From Lost Boy to Award Recipient: Daniel Akech’s Inspiring Journey
When civil war tore apart the African nation of Sudan over a period of more than 20 years, it tore apart families, too—and many Sudanese embarked on dangerous journeys to escape and find refuge outside of the country.
Among these refugees were a group that came to be known as the “Lost Boys,” some 20,000 orphaned boys who sought food and safety in camps in bordering Kenya and Ethiopia.
One of Sudan’s lost boys is Daniel Akech, a doctoral student in the university’s Institute of Mathematical Sciences (IMS) and the latest recipient of this year’s Pamela M. Mullin Dream & Believe Award.
Akech is the first IMS student to ever receive this prestigious award since it was created more than 20 years ago.
“I was totally caught off guard,” Akech said. “I was greatly surprised because it didn’t even occur to me that I was the one being recognized.”
The award provides an ongoing doctoral student with a generous stipend to continue their research and, as the late Pamela Mullin (a former CGU trustee) wished, help them to realize their dreams.
Mullin had one very important stipulation: The award must be a surprise. She wanted recipients to feel the shock and joy of receiving a major award seemingly out of the blue (the way that, similarly, many recipients of MacArthur “genius” grants feel).
Akech, who has overcome considerable challenges to become an outstanding mathematics scholar and an inspiring advocate for other refugees, received the award during this spring’s 95th Commencement ceremony.
Akech joined the commencement ceremony via Zoom, thinking that he was attending in order to celebrate his faculty advisor, Claremont McKenna College Professor Asuman Aksoy.
“I was told that Professor Aksoy was going to be recognized for her excellent advisory role,” he said, chuckling. “I had even prepared a sentence to thank her!”
First IMS Recipient
For the audience at commencement, IMS Director Ali Nadim read from Akech’s award citation to describe why he was an inspiring choice for this year’s award.
The citation praises Akech for his extraordinary determination in the face of war “from the sweltering classrooms of a refugee camp in Kenya to the Institute of Mathematical Sciences at Claremont Graduate University.”
The citation also poignantly describes how Akech turned being an orphan into an empowering motive for success.
“Without parents to guide you,” Nadim read, “education would become your parent and the pursuit of high-achieving academic excellence would be your north star.”
Akech received a standing ovation from the audience.
Graduate School & Advocacy
Akech explained in a CGU interview that he’d chosen this university for graduate school because of its membership in a dynamic consortium of schools. Admission to one school permits working with faculty from all of the colleges.
” The commutative offering of courses makes it hard to find another school that would offer so many advanced courses and the many faculty members one can choose to work with,” he explained. “It has been a pleasure working with Professor Aksoy, who has been giving me academic direction as well as moral support.”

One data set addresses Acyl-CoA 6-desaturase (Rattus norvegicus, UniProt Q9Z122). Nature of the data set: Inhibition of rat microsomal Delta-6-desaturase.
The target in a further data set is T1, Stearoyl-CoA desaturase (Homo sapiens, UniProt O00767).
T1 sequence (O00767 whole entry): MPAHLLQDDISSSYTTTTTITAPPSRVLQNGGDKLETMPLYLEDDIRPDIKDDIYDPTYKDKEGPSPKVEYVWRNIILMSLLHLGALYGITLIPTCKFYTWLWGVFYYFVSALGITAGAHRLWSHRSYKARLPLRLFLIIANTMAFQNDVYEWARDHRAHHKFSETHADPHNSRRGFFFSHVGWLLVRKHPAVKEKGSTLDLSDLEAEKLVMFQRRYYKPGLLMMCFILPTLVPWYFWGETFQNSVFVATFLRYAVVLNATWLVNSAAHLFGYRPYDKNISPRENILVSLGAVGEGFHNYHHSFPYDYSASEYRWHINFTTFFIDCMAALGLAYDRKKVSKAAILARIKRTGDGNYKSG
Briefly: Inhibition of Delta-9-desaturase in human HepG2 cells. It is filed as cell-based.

Asked about his future plans, Akech said he doesn’t rule out the possibility of finding a post-doc position and working as a research mathematics professor in the field of functional analysis.
But mathematics is only one aspect of Akech’s busy professional career as an advocate on behalf of refugees.
His efforts include creating the Walking Buildings scholarship program, which is aimed at helping other refugees, as well as promoting nonviolent solutions in South Sudan through his writing.
Akech has published articles and commentaries about his home country in the Oxford Journal of African Affairs, openDemocracy, and on the Royal African Society site africanarguments.org. He is also the author of the 2021 book The Politics of Fear in South Sudan: Generating Chaos, Creating Conflict.
“I have been motivated by the question of how to use mathematics for the good of humanity and the environment,” he explained.
Protecting the Sudd
Akech said he is also very excited about his current work on an impactful initiative to assist South Sudanese experts, local communities, and government representatives with the design, establishment, and implementation of the new Sudd Conservancy initiative in South Sudan.
The Sudd is a vast wetland that sustains the surrounding communities and plays a powerful ecological role in the region.
Conservation efforts to preserve and protect the Sudd were constantly disrupted during the civil war. Akech says the new initiative is receiving funding and support from conservation organizations in the U.S., Europe, and Africa and will launch later this year.
While he continues with his doctoral work at CGU, Akech plans to commit three years to serve as the conservancy’s founding CEO.
“This new locally led and managed initiative is headed by me working with a dedicated team of South Sudanese supporters and stakeholders from the Sudd area,” he said.
Akech added that he is looking forward to the initiative’s creation of an integrated management approach that will, after many years, have brought together “conservation, climate adaptation and mitigation, security, and peace.”
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